Procurement Act to be amended

Mike Bimha

GOVERNMENT is in the process of amending the Procurement Act so that it is in line with developments on the technological front, Finance and Economic Development minister Patrick Chinamasa has said.


Speaking at the Buy Zimbabwe procurement conference in Harare yesterday, Chinamasa said the new legislation seeks to restrict certain procurements to national markets.

He said the amendment of the Act would render public procurement more efficient, transparent and in consonance with other policy initiatives and developments in the technological front.

“Under that initiative, the reform of the public procurement regime is at an advance stage,” Chinamasa said.

He said the Procurement Act in its current format required that suppliers were treated fairly of services and this required the setting of qualification requirements that were not discriminatory to local suppliers and favouring foreign suppliers.

Chinamasa, however, said the local suppliers should comply with the minimum requirements like paying all taxes, duties and rates so that they would be eligible to participate in procurement proceedings.

He said the government could only set policies to enable local companies to undertake business, and it was up to the local market to attract and retain customers.

“The State might not be getting value for its money as some of the prices are inflated and there is corruption. The private sector will not grow by undermining others by inflating prices and failing to sustain their costs. It is important that we abide by the constitution,” he said.

He said locals will not produce unless there was a market for their goods and services and therefore, the government would continue to support policies that will help stimulate aggregate demand for domestic goods and services.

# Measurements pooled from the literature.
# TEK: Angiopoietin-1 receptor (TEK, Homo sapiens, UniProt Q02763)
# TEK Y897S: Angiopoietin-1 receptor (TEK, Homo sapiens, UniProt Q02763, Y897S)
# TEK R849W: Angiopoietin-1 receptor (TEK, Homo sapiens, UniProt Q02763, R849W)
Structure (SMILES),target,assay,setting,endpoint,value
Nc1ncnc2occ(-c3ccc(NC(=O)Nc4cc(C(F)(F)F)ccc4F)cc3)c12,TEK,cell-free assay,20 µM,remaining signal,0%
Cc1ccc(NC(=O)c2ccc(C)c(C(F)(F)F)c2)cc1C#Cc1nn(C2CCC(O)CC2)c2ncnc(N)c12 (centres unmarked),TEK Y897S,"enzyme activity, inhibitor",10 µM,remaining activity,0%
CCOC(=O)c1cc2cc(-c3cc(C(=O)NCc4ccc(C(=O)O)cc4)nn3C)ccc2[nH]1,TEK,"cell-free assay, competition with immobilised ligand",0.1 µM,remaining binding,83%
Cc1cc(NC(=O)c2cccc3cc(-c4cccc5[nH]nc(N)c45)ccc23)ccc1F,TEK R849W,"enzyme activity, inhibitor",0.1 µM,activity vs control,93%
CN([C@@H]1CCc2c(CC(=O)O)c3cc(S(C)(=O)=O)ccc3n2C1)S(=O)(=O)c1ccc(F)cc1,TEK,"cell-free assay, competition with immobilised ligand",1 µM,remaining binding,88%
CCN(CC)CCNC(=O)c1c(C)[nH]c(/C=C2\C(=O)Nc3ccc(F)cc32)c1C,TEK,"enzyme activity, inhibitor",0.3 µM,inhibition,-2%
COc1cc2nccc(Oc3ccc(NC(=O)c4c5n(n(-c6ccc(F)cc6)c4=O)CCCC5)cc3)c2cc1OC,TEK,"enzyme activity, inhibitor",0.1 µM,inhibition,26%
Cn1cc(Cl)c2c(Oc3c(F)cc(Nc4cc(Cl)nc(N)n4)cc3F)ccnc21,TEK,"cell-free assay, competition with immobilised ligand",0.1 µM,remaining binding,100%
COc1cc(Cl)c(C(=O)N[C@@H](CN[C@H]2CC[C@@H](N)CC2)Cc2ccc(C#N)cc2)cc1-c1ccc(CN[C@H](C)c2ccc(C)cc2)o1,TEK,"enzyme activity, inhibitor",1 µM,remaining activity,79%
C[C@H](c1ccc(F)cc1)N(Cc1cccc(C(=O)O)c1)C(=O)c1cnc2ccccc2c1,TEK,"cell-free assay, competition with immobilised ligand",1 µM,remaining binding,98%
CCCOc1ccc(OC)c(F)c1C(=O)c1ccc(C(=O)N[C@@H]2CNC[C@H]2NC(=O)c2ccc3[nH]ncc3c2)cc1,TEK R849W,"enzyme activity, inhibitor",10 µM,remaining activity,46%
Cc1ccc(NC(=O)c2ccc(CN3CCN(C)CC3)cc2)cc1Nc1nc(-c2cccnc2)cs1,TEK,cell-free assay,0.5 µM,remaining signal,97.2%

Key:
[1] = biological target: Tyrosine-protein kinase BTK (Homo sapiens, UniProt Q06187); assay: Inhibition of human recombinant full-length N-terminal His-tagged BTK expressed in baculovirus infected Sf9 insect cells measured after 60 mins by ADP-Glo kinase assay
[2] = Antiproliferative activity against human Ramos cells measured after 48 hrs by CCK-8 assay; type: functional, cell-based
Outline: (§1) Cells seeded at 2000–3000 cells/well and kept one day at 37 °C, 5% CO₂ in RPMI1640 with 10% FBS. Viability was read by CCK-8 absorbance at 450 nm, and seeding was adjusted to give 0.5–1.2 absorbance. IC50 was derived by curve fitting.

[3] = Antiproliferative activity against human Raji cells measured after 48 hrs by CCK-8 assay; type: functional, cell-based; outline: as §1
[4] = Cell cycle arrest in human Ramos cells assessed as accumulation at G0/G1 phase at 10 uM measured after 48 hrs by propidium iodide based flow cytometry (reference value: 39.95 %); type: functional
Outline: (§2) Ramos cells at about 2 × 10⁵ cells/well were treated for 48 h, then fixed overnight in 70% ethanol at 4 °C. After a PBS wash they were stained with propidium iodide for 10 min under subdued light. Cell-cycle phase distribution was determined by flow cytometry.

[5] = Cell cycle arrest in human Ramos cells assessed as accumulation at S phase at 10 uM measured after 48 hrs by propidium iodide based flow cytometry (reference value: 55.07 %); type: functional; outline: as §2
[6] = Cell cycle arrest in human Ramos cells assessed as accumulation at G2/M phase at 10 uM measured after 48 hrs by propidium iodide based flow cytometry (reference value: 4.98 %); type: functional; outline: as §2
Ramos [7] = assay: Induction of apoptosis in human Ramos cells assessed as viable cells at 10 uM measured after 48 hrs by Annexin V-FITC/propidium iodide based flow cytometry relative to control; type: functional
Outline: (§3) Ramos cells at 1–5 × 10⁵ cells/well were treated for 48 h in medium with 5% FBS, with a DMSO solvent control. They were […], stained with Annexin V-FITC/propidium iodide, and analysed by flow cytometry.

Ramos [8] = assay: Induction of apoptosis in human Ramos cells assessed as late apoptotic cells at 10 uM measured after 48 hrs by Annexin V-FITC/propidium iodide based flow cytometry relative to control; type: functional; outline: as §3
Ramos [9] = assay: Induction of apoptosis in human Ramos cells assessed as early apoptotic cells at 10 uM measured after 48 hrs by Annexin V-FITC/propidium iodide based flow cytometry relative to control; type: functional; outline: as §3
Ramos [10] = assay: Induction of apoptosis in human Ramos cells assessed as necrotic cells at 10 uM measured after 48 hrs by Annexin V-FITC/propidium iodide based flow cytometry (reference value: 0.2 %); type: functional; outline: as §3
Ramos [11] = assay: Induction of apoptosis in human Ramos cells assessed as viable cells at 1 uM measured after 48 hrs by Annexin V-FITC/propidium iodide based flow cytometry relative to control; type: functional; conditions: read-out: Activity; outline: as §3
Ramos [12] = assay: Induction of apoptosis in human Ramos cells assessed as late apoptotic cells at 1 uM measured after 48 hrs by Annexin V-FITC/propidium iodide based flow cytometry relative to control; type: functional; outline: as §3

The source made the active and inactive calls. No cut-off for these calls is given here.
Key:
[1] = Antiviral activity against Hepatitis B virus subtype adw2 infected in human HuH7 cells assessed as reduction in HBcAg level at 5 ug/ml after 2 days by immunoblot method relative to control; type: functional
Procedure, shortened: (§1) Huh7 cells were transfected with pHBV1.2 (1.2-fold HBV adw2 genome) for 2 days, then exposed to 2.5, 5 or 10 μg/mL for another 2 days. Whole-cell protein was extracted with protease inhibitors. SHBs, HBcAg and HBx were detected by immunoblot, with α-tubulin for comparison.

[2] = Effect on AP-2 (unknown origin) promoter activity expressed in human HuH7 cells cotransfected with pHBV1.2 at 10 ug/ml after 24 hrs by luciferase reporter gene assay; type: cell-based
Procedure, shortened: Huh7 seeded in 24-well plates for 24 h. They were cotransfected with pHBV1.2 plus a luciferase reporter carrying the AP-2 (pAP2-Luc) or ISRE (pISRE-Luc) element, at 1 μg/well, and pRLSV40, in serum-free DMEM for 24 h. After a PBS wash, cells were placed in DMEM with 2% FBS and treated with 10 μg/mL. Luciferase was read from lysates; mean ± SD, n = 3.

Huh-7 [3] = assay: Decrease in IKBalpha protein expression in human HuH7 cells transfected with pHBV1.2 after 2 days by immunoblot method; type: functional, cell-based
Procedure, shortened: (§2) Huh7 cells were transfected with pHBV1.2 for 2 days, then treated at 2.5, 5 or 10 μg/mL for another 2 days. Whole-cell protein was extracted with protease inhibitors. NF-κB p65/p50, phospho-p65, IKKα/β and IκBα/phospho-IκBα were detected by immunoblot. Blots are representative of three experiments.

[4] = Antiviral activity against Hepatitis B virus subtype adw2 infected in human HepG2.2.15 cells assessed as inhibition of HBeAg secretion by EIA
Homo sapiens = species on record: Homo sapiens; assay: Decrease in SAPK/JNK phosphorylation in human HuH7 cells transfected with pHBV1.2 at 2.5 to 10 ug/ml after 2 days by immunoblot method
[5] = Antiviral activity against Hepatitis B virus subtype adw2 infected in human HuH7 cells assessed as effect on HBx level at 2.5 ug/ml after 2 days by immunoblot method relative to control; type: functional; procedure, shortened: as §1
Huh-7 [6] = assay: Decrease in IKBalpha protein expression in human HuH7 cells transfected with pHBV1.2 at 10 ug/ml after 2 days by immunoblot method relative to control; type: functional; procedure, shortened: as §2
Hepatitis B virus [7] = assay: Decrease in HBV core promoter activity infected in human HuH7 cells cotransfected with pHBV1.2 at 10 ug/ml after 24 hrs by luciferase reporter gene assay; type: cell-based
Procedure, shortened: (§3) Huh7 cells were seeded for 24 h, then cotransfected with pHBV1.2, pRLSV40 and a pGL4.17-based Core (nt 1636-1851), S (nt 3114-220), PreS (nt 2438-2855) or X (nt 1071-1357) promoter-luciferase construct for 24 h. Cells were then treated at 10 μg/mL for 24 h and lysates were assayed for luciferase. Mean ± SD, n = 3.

Chinamasa added that the State Procurement Board was currently registering suppliers in line with Section 25 of the Procurement Regulations to ensure that suppliers of goods and services under the $10 000 competitive tender threshold, complied with requirements of Section 34 of the Procurement Act that demanded them to meet the minimum requirements to trade with the public.

Buy Zimbabwe chairperson Oswell Binha said the successful construction and implementation of any government policy to that effect, required a deeper understanding of the challenges through a wide and in depth consultation of the stakeholder.

“The sad reality we face today is that the economy is evidently facing the wrong direction. If we consider the deceleration of our growth from over 8% in 2009/2010 to an insignificant estimated 1% in 2015,” Binha said.

“It suggests that the wheels of economic activity are evidently slowing down. The major challenges affecting the economy remain unchanged, suggesting that little has been done to address such issues or the economy has approached a rock in terms of responding to domestic stimulation and would require external shocks to cause notable change.”

He said the conference was indeed an extensive one bringing together government, industry including the construction and mining sectors, civil society and the academia to deliberate on the importance of local procurement in strengthening the economy.


  1. Procurement in Zim has become a vehicle of corruption especially parastatals. They pick their suppliers who overcharge them and then sanitise it by flighting fake tenders with stringent conditions.

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